by Liz Szabo)
Few people had heard of postpartum depression in 1994, when social worker Karen Kleiman co-wrote the first edition of her book, This Isn't What I Expected, about the struggles of new mothers.
Celebrities weren't speaking out about the problem. Doctors rarely screened new moms.
In some ways, it was a different era, Kleiman says. Twenty years ago, she could tell moms to splurge on a $3-an-hour babysitter, or listen to relaxation tapes on a portable cassette player.
Some of today's young moms have never even seen a cassette player. Yet Kleiman says she wishes she could point to more substantive changes regarding postpartum depression, which affects up to one in seven mothers in the first year after delivery.
When updating her advice for her book's second edition (Lifelong books, $17.99), published late last year, Kleiman says she and her co-author, physician Valerie Davis Raskin, were struck by how little progress the country has made in recognizing and treating postpartum depression, the most common complication of childbirth. Kleiman says she still provides help to many women who are afraid to acknowledge they feel depressed or overwhelmed at what is supposed to be the happiest time of their lives.
"The numbers are staggering," says Kleiman, founder of the Postpartum Stress Center in Philadelphia. "By now, we certainly thought moms would feel more comfortable talking about it. We hoped there would be new and better medications, with fewer side effects. We hoped there would be more legislation."
Postpartum depression can manifest in different ways, sometimes mimicking the anxiety, crying spells and mood swings of the "baby blues," a temporary condition that affects many mothers in the first days or weeks after delivery. The Mayo Clinic notes that the symptoms of depression typically are more intense and long-term, making it more difficult for women to care for their baby and handle other daily tasks. Symptoms of depression can include feelings of sadness, hopelessness, fatigue, irritability, difficulty bonding with the baby, social withdrawal and feelings of shame or inadequacy.
Many women feel guilty that they aren't doing a good enough job as a new mother, making it more difficult for them to acknowledge their feelings and seek help, Kleiman says.
Too many practitioners tell women with symptoms such as these "to go home and take a walk or have a glass of wine," Kleiman says. "There are still really good doctors who are telling women it's just the baby blues."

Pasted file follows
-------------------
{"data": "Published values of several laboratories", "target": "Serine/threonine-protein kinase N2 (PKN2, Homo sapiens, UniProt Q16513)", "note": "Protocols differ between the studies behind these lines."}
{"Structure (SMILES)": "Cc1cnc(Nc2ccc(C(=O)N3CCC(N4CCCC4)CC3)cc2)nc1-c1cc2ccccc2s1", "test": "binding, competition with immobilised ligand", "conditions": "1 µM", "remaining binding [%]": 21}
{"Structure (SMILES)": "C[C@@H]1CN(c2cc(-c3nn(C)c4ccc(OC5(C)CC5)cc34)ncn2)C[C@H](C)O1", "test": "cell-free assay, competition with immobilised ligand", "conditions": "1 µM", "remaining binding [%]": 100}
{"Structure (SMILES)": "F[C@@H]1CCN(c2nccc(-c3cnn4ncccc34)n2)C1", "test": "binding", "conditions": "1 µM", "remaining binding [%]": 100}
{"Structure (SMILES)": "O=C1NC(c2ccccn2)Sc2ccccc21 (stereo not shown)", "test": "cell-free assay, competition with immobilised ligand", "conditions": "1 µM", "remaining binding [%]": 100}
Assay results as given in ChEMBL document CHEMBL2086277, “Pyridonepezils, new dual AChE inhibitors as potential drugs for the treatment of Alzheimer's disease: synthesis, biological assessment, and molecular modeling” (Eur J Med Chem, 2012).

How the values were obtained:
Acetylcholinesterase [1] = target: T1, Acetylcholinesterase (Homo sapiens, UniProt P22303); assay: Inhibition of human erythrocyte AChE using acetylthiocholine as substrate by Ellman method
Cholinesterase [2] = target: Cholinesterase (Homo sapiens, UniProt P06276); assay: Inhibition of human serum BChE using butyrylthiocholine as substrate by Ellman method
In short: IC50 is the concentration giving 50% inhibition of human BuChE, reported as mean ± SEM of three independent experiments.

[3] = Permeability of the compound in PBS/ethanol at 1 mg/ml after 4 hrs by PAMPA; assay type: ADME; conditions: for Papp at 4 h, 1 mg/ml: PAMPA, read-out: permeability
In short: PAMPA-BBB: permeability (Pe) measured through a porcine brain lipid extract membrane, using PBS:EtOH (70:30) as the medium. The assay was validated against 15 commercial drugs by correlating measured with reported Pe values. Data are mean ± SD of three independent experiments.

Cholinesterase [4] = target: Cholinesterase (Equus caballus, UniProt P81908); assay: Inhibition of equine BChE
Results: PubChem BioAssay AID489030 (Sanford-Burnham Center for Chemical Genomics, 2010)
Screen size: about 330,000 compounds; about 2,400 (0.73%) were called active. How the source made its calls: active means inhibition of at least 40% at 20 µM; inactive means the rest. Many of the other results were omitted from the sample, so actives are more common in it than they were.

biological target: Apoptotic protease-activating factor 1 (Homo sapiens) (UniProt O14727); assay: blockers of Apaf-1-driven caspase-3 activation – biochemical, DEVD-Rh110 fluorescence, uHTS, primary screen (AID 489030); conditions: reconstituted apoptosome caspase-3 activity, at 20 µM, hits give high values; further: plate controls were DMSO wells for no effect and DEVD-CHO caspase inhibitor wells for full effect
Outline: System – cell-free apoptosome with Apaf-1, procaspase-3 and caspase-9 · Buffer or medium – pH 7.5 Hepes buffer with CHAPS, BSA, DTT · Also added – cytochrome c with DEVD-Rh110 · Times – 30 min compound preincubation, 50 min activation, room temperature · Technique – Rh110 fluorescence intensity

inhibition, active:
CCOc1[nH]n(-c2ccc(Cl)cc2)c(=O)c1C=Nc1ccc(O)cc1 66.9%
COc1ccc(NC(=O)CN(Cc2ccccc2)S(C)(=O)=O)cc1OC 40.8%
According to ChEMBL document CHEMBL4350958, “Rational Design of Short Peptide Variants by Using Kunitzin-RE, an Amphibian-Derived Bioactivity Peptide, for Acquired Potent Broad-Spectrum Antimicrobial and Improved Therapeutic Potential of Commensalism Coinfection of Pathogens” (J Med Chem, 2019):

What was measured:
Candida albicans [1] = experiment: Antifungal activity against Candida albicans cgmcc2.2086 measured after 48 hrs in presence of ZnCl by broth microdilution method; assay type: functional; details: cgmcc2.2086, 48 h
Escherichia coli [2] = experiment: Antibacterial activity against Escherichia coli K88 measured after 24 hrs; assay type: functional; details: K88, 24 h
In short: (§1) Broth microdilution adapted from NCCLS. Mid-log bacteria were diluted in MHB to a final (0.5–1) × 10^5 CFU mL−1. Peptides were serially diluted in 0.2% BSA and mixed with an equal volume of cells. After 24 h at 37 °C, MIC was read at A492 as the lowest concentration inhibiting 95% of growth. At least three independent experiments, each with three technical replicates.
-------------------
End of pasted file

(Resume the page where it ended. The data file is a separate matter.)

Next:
Actresses such as Brooke Shields, Courteney Cox and Gwyneth Paltrow, who have spoken publicly about their experiences with postpartum depression, have helped to raise awareness, says Jonathan Schaffir, an associate professor of obstetrics and gynecology at Ohio State University College of Medicine. Yet fewer than half of medical schools include any formal instruction on postpartum depression during students' obstetrics and gynecology rotations, says Schaffir, who conducted a survey on the question.
Heidi Murkoff, author of the What to Expect series, has steadily increased her coverage of depression with each edition and new book. Still, Murkoff says the silence among affected women remains overwhelming. It's only when Murkoff mentions postpartum depression — either online or in person — that "the floodgates open," she says. "I hear stories I probably otherwise wouldn't have heard had I not opened the conversation."
For many moms, "their own feelings — physical or emotional — always seem to take a back seat to those of their families," Murkoff says. "There's a pervasive lack of awareness — and the shame and silence that shrouds PPD and pregnancy-related depression continues, which means that moms continue to suffer, babies continue to suffer, families continue to suffer."
The American College of Obstetricians and Gynecologists says treating depressed pregnant or postpartum women has big potential benefits, both for women and their babies. Infants of depressed mothers are more likely to have psychological, intellectual and physical delays, the group notes. Yet children's mental and behavioral health disorders improve when a mother's depression is effectively treated.
"Mental health, like general health, begins at the beginning — or even before the beginning," Murkoff says. "Good nutrition, good health care, a healthy lifestyle — these go a long way in nurturing a fetus, and then a baby and then a child.